Under-appreciated Kirstie Alley deserves better
Actress Kirstie Alley has had fame and controversy, but the one thing she isn’t without is talent. Jettisoned to fame with a great character performance in the TV Sitcom “Cheers,” she has meandered through acting opportunities since. But one of her best efforts, Fat Actress, deserves a second chance.
By Ray Hanania
Kirstie Alley is talented. We all loved her in Cheers, the 275-episode 11-year TV sitcom that reinforced and launched a dozen memorable Hollywood personalities from a simple comedy format at a neighborhood bar from its ratings domination of the 1980s.
Alley entered the series in Season 6, as Rebecca Howe, taking the place of Diane, played by Shelley Long. Alley was a placeholder to keep a great series alive. And she did it, helping to keep Cheers alive for another 6 years.
She played in 22 movies, starting with a memorable character in Star Trek as the sexy Lt. Saavik in The Wrath of Khan, and in 45 TV appearances and shows.
Her second big TV break came in 1997 with the four-year, 67-episode series Veronica’s Closet, a play on Victoria’s Secret, the story of the owner of a New York lingerie company. Risque. But funny. And, Kirstie won several awards for her performances. Deservedly.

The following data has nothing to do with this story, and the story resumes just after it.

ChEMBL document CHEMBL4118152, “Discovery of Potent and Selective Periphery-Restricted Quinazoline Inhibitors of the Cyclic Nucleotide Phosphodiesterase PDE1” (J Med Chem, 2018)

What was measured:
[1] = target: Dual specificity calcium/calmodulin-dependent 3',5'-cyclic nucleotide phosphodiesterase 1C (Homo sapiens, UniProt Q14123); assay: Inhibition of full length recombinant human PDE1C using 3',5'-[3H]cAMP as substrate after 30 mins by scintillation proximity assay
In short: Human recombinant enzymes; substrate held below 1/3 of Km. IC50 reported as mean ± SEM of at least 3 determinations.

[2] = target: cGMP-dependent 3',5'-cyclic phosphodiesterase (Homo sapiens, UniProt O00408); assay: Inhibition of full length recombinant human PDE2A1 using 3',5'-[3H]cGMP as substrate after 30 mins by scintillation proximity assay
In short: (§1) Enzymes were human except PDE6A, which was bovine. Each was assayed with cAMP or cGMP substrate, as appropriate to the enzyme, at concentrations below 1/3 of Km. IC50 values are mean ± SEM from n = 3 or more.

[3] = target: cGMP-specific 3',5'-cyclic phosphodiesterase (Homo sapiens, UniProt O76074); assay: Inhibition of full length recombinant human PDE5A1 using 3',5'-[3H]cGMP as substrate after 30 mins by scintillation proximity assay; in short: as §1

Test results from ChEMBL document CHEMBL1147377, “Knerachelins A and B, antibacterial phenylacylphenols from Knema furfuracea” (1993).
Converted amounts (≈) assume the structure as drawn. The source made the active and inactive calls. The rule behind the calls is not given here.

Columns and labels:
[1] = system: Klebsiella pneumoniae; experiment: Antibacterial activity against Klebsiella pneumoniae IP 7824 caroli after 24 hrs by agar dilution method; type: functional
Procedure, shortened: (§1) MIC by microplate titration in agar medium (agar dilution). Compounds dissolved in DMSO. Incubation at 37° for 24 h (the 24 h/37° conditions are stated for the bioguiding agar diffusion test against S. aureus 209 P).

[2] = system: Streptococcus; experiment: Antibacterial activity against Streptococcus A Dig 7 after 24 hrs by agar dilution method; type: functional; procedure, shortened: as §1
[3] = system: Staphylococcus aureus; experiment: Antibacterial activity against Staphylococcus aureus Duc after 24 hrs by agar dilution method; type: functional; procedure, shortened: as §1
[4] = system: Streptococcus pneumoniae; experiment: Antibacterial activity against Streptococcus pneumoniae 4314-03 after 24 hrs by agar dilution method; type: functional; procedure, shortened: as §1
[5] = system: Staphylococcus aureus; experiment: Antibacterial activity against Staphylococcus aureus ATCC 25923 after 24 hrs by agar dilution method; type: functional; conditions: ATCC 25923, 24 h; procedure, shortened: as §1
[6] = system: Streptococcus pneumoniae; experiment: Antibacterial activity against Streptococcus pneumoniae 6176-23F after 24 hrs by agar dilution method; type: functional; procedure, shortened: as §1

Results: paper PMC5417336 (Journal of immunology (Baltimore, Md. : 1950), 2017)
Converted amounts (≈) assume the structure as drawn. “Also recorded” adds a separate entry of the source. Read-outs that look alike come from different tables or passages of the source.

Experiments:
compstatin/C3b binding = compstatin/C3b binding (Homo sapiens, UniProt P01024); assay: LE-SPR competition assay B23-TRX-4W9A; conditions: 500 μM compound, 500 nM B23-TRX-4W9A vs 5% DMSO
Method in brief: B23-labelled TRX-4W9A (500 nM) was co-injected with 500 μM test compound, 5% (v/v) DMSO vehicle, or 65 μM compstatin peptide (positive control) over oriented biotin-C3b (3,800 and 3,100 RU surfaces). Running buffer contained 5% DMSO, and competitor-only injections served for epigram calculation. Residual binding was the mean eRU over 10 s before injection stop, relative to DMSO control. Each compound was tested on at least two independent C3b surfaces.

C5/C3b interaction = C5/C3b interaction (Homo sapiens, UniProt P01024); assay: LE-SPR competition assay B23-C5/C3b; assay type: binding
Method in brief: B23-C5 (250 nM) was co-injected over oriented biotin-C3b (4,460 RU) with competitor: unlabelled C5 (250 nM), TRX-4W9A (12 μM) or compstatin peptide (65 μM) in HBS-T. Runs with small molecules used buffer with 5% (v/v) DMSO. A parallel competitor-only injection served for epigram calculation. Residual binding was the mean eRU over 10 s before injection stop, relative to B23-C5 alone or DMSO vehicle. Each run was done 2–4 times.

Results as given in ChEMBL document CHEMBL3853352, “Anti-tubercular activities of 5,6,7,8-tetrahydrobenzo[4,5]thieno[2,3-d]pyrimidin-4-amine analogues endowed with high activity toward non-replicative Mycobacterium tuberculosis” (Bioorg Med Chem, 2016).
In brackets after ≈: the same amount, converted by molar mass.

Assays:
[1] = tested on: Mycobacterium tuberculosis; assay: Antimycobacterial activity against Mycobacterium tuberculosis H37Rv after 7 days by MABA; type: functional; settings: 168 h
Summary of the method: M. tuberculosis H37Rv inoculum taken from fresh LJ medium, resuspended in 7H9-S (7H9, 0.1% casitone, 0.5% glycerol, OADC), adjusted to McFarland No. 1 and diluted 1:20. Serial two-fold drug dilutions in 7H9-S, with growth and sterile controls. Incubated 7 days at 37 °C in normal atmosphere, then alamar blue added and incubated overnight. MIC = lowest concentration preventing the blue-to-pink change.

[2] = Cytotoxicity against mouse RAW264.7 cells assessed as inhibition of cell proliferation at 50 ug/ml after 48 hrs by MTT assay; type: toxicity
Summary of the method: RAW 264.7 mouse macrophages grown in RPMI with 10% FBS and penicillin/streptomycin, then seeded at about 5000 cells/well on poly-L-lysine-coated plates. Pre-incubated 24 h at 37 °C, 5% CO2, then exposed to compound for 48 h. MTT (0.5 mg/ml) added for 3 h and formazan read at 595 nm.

But when I look back at everything, one series of seven half-hour episodes, stands out above all in terms of her raw talent, and a no-holds-barred subject matter and wildly funny characters and dialogues. Fat Actress.
The series only lasted seven episodes in 2005. It was one of the first scripted reality shows, the story about Kirstie Alley dealing with her excessive weight gain. Obesity is not something to make fun of, but by making herself the focus of the series, she was able to present the reality of the challenges overweight people faced.
Yes, the name says it all. The story about a Hollywood actress on the lam from “film industry demand” trying to get back on TV or in a movie while pretending to deal with her weight problems by eating everything in sight.
The uniqueness of the show was the ability to take a serious physical issue and turn it upside down in a humorous way so the public could see the truth about the pain of obesity that many people, the rich and the poor suffer, in a way that they can understand. She made it possible to talk about obesity.
Of course, in 2005, it pushed the envelop way past the line of acceptability for most people. Unfortunately, it was never renewed.
The problem, I think, had more to do with Alley’s private life. Alley is a major activist defending the indefensible, the Church of Scientology. The series included many appearances by her Scientology Hollywood colleagues including John Travolta, Kelly Preston, and Leah Remini.
Of course, Leah Remini broke from the “church” and has led a campaign to expose what many called was really a “cult.” Remini’s series offers convincing evidence that Scientology abuses its members, bullies its critics, and oppresses anyone who tries to challenge its policies.